Interviewing is a small art form unto itself. As an interviewer, your primary job is to extract really interesting information and stories from the interviewee. To do this you need to:

  1. Make the interviewee very comfortable with you;
  2. Ask thoughtful questions; and
  3. Listen harder – much harder — than you do in normal conversations.

Below are some tips to help you achieve these three goals.



  • Know what you are interviewing about. You need to have a solid understanding of the topic about which you will be interviewing. Or, you need to have a clear idea about what you want to learn from the interviewee. If the interviewee senses that you don’t know or care much about the topic, he or she might assume that you are not interested. This is not good.
  • Know who you are interviewing — what they do, what they have achieved, why they know something about this topic. Interviewees like to know that you have taken some time to research them. It’s good for the interview. But it’s also flattering, and flattery will help to make the subject more comfortable.

Drafting Questions

  • Use your research to create thoughtful and informative questions that will help illustrate your knowledge of the topic.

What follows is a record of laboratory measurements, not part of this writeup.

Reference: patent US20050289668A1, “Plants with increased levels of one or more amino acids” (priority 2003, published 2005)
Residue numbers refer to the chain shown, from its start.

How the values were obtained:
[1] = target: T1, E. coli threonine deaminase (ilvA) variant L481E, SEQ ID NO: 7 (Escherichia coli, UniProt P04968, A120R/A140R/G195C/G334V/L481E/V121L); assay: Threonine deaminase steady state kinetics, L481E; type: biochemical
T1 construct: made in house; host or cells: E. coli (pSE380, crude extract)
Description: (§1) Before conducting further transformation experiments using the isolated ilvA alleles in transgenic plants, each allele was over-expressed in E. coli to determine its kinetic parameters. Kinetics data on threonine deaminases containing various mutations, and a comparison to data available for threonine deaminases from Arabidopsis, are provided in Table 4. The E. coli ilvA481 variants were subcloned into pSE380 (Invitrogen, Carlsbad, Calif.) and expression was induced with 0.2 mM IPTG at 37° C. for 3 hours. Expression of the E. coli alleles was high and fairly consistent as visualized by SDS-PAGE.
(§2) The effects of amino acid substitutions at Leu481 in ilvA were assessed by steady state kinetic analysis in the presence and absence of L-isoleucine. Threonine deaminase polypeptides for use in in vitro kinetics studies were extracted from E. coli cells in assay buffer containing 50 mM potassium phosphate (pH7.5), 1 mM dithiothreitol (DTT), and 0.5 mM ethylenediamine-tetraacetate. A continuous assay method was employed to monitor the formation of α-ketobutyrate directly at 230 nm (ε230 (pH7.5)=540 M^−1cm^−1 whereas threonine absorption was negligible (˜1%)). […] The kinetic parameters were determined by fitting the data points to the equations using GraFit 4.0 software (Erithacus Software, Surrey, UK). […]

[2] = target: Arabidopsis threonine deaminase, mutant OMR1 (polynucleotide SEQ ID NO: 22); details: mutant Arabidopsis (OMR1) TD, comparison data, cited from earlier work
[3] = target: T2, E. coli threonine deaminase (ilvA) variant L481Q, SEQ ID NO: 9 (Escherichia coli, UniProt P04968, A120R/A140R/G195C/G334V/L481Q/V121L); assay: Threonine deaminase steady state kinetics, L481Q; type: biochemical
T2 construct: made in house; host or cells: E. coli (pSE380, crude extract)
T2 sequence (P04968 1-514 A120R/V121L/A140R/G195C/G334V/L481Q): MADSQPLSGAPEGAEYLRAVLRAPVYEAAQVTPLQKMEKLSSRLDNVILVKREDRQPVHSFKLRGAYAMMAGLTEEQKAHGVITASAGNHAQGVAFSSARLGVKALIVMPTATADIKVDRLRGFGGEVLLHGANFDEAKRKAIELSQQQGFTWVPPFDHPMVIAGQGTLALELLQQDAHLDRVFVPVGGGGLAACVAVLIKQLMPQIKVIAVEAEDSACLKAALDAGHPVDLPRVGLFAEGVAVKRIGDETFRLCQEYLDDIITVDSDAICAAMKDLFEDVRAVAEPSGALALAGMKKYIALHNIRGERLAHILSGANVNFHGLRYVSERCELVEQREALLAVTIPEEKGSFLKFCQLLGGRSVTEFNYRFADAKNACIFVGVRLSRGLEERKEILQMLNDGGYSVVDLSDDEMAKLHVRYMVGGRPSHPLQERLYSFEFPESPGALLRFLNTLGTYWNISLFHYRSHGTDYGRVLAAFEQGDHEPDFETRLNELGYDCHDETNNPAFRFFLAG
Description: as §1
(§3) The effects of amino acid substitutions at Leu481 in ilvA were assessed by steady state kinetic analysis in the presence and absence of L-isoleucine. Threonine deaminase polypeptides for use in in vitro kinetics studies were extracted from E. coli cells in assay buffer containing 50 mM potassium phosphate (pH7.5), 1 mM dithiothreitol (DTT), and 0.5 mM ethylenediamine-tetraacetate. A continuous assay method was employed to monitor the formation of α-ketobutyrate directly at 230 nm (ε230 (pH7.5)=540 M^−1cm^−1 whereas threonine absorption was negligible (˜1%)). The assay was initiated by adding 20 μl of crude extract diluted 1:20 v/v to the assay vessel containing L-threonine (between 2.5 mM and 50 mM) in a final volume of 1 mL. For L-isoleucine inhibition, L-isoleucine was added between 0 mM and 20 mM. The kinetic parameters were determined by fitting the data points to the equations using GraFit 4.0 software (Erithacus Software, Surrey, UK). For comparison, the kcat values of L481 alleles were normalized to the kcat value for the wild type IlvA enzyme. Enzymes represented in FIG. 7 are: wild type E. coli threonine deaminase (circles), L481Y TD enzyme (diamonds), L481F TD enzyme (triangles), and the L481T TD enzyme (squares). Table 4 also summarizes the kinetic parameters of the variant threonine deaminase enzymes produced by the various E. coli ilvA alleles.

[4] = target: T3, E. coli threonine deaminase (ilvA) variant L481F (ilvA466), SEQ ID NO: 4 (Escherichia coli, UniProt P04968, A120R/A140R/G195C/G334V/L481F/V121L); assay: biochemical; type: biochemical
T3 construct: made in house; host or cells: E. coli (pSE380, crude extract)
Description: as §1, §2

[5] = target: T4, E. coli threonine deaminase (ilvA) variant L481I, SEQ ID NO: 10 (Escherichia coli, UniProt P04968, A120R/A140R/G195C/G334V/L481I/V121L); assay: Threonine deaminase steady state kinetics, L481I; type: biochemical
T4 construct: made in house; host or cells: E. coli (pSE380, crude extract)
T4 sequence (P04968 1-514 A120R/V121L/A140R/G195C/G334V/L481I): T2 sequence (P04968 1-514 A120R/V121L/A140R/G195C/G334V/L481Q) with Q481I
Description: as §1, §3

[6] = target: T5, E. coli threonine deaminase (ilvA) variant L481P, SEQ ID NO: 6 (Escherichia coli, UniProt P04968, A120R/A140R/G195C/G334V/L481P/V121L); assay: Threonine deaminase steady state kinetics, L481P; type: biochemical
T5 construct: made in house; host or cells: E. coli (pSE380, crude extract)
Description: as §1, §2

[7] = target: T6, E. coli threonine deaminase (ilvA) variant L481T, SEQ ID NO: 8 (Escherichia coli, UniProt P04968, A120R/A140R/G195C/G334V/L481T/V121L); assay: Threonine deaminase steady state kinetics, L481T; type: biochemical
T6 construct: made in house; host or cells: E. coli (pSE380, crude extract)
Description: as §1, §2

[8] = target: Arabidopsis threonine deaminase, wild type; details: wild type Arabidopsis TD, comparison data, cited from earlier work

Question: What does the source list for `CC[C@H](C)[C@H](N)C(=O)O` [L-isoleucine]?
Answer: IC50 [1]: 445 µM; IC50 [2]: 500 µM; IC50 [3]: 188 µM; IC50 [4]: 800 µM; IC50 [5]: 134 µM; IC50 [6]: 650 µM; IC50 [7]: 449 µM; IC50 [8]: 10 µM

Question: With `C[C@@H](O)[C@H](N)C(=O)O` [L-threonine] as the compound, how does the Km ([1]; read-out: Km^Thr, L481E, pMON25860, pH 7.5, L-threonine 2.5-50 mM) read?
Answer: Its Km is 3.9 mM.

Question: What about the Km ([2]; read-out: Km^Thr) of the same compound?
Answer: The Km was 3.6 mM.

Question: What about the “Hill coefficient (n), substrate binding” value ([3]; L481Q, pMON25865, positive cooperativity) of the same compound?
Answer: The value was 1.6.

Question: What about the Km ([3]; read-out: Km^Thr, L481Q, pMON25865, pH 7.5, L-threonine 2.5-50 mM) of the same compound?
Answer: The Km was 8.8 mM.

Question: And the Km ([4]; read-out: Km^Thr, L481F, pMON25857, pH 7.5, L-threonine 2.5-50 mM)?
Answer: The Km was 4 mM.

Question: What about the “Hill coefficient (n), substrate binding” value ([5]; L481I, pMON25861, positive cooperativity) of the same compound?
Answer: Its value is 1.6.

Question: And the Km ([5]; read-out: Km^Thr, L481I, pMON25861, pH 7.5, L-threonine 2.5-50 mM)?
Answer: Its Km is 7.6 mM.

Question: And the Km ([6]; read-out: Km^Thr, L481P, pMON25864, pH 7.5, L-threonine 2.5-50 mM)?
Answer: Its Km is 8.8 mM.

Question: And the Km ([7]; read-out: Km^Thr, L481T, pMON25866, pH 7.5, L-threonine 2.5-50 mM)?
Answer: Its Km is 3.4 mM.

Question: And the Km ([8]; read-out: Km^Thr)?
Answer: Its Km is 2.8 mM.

• Avoid simple yes/no questions; they don’t further the dialogue of the interview. Instead, think of questions that will allow your interviewee to give full answers.


Asking Questions

  • Be aware that you will set the tone of the interview with your voice, your body language, and the questions you choose to ask. If you barely shake their hand, avoid eye contact and start right in with the questions the moment you sit down, …chances are the interview won’t go so well. So, be sure to greet warmly, make eye contact and ask a few easy questions  — like about the weather or about people you may know in common – to start the flow of information.
  • Listen to the interviewees answers carefully so you can ask follow up questions to something they said specifically. This is critically important. Often their answers will open doors to new information that you haven’t anticipated in your set of questions.
  • Use your prepared questions as a guideline instead of a rigid framework. Flexibility allows you to use your listening skills to take the conversation in new and unpredictable directions.
  • On Silence: Silence is not always a bad thing in an interview. Why? Here’s how that works. If you linger for a second or two after they have finished their answer, there is a silence. Your instinct is to fill that silence with the next question. But give the interviewee the first shot at filling that silence…this may lead to the most interesting information you may get.
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